Could heading a football cause brain damage?

The kids are back at school and this weekend across the country they'll also be back on the pitch as the football season kicks off. We know they need exercise to keep them healthy but experts are warning a skill as simple as heading the ball could be doing them major long-term brain damage.

We're joined now by Dawn and Claire Astle who's father former England and West Brom player - Jeff died from brain trauma caused by heading heavy footballs.

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Dr Hilary's 25th anniversary after party!

Old pals: Dr Hilary poses with Lorraine Kelly

Because we're celebrating Dr Hilary's 25th year in television we couldn't just stop the party when the show ended this morning!

So we invited members of the Good Morning Britain and Lorraine teams to join us for a celebratory breakfast!

Of course there’s been the sad things and the campaigns which have had good effects but also the fun things we’ve had so much fun over 25 years… Visiting people in their own homes, being invited [into people’s houses] and talking about health issues.

– Dr Hilary Jones about his career

Our editor Neil Thompson says a few words

Good Morning Britain's editor Neil Thompson said a few words as well as Lorraine Kelly who reminded us of a few funny stories from the early days of his career!

And, of course, we had cake!

Dr Hilary's celebratory cake!

Celebrating 25 years of Dr Hilary!

Today on Good Morning Britain we've been celebrating 25 years of Dr Hilary Jones who has been on our screens for a quarter of a century!

We surprised him with some of the people he helped medically and his family - take a look at some of our snaps from his special day and scroll through some of the messages and support people have sent in! #DrH25years

Take a trip down memory lane with our Dr Hilary gallery

Dr Hilary with his family and two of the people his advice has helped

Twenty five years of Dr Hilary Jones...

A fresh faced Dr Hilary Jones 25 years ago!

We're celebrating 25 years of the the legend that is Dr Hilary Jones on Good Morning Britain today!

The good doctor has helped the viewers of ITV breakfast television for the last quarter of a century, so we felt it was necessary to take a look at Hilary through the years!

And don't forget to share your memories using #DrH25years and get involved on Facebook and Twitter or by emailing your comments to GMB@itv.com before 8am Wednesday 3 September for a chance to get them on air. You must be 18 and over, terms at: itv.com/terms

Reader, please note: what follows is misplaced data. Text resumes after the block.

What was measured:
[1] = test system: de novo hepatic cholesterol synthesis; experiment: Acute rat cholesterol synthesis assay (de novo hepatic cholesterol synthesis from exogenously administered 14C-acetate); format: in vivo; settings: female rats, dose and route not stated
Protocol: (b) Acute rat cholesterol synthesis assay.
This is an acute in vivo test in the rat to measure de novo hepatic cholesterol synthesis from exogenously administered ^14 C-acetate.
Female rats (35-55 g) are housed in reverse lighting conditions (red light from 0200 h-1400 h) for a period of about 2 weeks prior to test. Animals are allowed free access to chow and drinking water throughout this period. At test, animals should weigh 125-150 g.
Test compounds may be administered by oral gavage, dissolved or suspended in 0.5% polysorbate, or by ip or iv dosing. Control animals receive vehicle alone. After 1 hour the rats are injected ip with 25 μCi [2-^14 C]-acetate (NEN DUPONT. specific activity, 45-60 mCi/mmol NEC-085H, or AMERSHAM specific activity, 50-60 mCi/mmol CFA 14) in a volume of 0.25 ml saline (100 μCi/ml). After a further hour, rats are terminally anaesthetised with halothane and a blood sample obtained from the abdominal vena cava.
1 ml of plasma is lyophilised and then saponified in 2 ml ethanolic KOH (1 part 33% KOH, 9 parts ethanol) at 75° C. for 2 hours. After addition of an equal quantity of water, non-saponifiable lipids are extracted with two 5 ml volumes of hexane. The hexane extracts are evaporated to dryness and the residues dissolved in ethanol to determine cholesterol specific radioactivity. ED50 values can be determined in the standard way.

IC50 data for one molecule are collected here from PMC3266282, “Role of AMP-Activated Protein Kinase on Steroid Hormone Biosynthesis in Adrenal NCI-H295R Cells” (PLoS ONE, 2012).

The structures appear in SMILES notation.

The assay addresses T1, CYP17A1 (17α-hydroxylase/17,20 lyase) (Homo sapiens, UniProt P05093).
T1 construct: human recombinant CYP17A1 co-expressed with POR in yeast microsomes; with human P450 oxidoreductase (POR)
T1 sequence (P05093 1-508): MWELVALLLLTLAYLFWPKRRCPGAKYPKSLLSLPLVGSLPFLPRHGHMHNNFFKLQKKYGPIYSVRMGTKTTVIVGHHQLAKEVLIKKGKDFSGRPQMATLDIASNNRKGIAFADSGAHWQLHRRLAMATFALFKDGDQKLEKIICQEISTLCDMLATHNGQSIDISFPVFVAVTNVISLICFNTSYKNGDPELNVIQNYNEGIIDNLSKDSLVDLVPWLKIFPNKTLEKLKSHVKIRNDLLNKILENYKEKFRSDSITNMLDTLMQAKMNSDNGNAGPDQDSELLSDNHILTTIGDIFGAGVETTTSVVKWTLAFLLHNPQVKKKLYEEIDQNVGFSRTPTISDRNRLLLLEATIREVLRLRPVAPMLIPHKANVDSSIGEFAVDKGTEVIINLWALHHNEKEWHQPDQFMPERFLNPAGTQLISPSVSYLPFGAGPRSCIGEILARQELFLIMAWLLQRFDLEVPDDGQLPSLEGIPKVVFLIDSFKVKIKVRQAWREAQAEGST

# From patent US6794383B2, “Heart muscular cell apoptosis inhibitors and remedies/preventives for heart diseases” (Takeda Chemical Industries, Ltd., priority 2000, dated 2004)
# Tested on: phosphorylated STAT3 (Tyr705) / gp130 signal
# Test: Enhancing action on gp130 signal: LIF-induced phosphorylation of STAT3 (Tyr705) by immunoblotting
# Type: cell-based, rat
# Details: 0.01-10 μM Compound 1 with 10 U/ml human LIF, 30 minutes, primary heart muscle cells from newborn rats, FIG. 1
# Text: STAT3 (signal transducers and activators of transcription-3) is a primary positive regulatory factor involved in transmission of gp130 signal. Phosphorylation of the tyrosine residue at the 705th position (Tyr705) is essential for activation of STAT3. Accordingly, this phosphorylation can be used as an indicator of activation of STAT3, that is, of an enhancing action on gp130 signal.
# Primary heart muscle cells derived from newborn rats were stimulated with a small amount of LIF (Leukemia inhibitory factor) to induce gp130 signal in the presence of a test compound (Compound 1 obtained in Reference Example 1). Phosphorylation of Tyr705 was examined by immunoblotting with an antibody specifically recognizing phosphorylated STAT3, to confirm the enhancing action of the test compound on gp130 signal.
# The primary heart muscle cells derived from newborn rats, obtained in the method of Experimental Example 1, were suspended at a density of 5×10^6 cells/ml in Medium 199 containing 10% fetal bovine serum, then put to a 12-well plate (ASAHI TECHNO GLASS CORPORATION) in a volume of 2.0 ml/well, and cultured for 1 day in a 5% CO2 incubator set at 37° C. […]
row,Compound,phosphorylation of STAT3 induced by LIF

Find out more about Dr Hilary Jones

The Dr Hilary we know and love today!

Sleep apnoea: Ramm family's bedtime nightmare

Kylie and Michael Ramm haven't shared a bed for the past eight months. During the night, their daughter Phyllisity needs to be brought back to life at least once a week.

Phyllisity suffers from obstructive sleep apnoea, which causes throat to relax and narrow while she sleeps, blocking her airway and stopping her breathing. The couple have put a strict rota system in place so that one of them is awake around the clock to watch Phyllisity. The parents want a machine that would aid her breathing - but so far doctors haven't provided one.

We discover what life is really like for Kylie, Michael and Phyllisity, and ask whether medical breakthroughs could offer hope for the future.

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Bank holiday BBQ safety tips

As the last barbecuing weekend of the summer approaches, new research has revealed many Brits make risky hygiene mistakes.

It found 19% of cooks do not keep raw and cooked food on separate plates, 21% do not wash their hands with soap after handling raw meat, and almost half (47%) do not keep food chilled until just before use.

With food poisoning cases doubling over the summer months, we share the dos and don'ts of barbecuing.

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Breastfeed 'to avoid postnatal depression'

New research suggests breastfeeding makes postnatal depression less likely

Mothers who breastfeed are less likely to develop postnatal depression, a new study has found. The survey of the mothers of almost 14,000 babies discovered that women who planned to breastfeed, and went on to, were 50% less likely to become depressed than mothers who didn't.

Women who planned to breastfeed, but couldn't, were at the highest risk of postpartum depression, according to the research published in the journal Maternal and Child Health.

Read more on this story with ITV News

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